. . . Corrine and Samuel and the children are part of a group of people called Missionaries, of the American and African Missionary Society. They have ministered to the Indians out west and are ministering to the poor of this town. All in preparation for the work they feel they were born for, missionary work in Africa.

[In a later letter, Nettie writes:] Samuel was born in the North, in New York, and grew up and was educated there. He met Corrine through his aunt who had been a missionary, along with Corrine's aunt, in the Belgian Congo. Samuel frequently accompanied his aunt Althea to Atlanta, where Corrine's aunt Theodosia lived.

Dear Celie,

. . . The reason I am in Africa is because one of the missionaries that was supposed to go with Corrine and Samuel to help with the children and with setting up a school suddenly married a man who was afraid to let her go, and refused to come to Africa with her. So there they were, all set to go, with a ticket suddenly available and no missionary to give it to. At the same time, I wasn't able to find a job anywhere around town. But I never dreamed of going to Africa! I never even thought about it as a real place, though Samuel and Corrine and even the children talked about it all the time.

. . . Corrine and Samuel have a wonderful marriage. Their only sorrow in the beginning was that they could not have children. And then, they say, "God" sent them Olivia and Adam.

I wanted to say, "God" has sent you their sister and aunt, but I didn't. Yes, their children, sent by "God" are your children, Celie. And they are being brought up in love, Christian charity and awareness of God. And now "God" has sent me to watch over them, to protest and cherish them. It is a miracle, isn't it? And no doubt impossible for you to believe.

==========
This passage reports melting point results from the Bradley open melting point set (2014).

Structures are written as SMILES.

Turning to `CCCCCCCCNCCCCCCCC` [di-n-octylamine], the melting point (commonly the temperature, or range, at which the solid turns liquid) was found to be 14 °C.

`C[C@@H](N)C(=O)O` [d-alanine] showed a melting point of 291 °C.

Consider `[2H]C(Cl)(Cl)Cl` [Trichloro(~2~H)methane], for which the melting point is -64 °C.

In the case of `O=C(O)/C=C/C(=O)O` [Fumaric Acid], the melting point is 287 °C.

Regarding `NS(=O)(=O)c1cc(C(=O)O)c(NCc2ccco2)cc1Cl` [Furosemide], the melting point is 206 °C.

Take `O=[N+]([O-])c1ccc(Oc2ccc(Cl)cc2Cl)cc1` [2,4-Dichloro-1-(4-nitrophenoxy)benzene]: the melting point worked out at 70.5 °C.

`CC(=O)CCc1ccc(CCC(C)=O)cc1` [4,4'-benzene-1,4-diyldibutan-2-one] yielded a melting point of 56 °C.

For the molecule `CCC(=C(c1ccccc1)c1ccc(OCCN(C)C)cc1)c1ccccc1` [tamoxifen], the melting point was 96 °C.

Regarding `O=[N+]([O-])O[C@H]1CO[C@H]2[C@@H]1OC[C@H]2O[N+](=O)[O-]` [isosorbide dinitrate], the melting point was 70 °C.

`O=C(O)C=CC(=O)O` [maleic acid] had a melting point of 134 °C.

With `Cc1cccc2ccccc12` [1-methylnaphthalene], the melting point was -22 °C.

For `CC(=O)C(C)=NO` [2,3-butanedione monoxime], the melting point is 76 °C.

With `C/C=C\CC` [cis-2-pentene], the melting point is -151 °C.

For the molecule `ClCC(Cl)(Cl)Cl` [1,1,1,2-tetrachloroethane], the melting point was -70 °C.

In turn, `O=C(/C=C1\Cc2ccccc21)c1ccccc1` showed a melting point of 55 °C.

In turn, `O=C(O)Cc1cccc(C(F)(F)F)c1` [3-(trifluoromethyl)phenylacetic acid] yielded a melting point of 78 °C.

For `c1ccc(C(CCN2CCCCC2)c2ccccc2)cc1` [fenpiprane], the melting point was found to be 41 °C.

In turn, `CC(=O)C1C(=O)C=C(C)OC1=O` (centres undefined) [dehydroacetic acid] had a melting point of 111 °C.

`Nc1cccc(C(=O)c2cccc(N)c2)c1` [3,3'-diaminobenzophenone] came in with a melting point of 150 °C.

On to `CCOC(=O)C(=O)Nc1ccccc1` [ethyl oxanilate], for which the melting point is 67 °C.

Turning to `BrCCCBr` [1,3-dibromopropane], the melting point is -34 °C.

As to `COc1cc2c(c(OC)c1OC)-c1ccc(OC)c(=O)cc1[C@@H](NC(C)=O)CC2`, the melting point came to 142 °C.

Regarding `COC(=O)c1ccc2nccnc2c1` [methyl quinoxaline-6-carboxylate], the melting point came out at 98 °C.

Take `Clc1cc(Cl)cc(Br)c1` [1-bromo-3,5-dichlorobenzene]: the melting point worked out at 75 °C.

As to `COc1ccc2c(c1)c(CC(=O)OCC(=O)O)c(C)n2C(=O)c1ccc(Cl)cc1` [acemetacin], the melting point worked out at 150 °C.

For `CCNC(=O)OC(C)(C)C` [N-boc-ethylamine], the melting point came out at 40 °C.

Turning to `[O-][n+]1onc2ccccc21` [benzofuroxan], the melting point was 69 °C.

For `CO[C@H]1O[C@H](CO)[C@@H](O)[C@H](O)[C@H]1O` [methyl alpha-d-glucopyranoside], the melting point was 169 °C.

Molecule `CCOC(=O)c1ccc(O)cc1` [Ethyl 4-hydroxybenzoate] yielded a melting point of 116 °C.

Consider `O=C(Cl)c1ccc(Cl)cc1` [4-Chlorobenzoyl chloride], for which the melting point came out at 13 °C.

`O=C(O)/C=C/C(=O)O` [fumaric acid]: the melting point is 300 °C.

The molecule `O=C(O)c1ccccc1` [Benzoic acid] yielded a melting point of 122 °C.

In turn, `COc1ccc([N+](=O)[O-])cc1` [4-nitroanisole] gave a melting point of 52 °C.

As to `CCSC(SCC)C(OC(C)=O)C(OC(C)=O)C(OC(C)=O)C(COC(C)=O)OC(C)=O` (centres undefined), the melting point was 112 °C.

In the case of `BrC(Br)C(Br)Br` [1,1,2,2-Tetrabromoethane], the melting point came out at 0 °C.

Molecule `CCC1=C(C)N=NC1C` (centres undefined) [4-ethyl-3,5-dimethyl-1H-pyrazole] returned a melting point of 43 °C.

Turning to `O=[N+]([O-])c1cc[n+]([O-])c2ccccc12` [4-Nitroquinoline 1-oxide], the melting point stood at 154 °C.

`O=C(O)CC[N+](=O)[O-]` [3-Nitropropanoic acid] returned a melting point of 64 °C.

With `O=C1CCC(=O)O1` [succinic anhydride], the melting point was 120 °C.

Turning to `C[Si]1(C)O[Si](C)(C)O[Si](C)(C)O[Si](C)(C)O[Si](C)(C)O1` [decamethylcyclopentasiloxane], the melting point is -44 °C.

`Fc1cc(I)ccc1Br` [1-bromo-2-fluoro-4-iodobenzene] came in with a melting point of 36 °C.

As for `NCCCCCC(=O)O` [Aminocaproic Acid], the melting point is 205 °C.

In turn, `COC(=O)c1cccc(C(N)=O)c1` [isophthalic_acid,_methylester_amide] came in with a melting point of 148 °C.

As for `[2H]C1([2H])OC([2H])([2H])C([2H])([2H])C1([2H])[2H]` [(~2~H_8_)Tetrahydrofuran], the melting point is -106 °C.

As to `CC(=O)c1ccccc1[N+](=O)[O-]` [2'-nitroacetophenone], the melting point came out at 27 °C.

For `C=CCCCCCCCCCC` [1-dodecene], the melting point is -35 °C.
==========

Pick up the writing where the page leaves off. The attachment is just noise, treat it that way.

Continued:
But on the other hand, if you can believe I am in Africa, and I am, you can believe anything.

Dear Celie,

At first there was the faintest sound of movement in the forest. A kind of low humming. Then there was chopping and the sound of dragging. Then a scent, some days, of smoke. But now, after two months, during which I or the children or Corrine has been sick, all we hear is chopping and scraping and dragging. And every day we smell smoke.

Today one of the boys in my afternoon class burst out, as he entered, The road approaches! The road approaches! He had been hunting in the forest with his father and seen it.

Dear Celie,

. . . Well, the morning after the road was "finished" as far as the Olinka were concerned (after all, it had reached their village), what should we discover but that the roadbuilders were back at work. They have instructions to continue the road for another thirty miles! And to continue it on its present course right through the village of Olinka. By the time we were out of bed, the road was already being dug through Catherine's newly planted yam field. Of course the Olinka were up in arms. But the roadbuilders were literally up in arms. They had guns, Celie, with orders to shoot!

It was pitiful, Celie. The people felt so betrayed! They stood by helplessly – they really don't know how to fight, and rarely think of it since the old days of tribal wars – as their crops and their homes were destroyed. Yes. The roadbuilders didn't deviate an inch from the plan the headman was following. Every hut that lay in the proposed roadpath was leveled

And, Celie, our church, our school, my hut, all went down in a matter of hours.

Dearest Celie,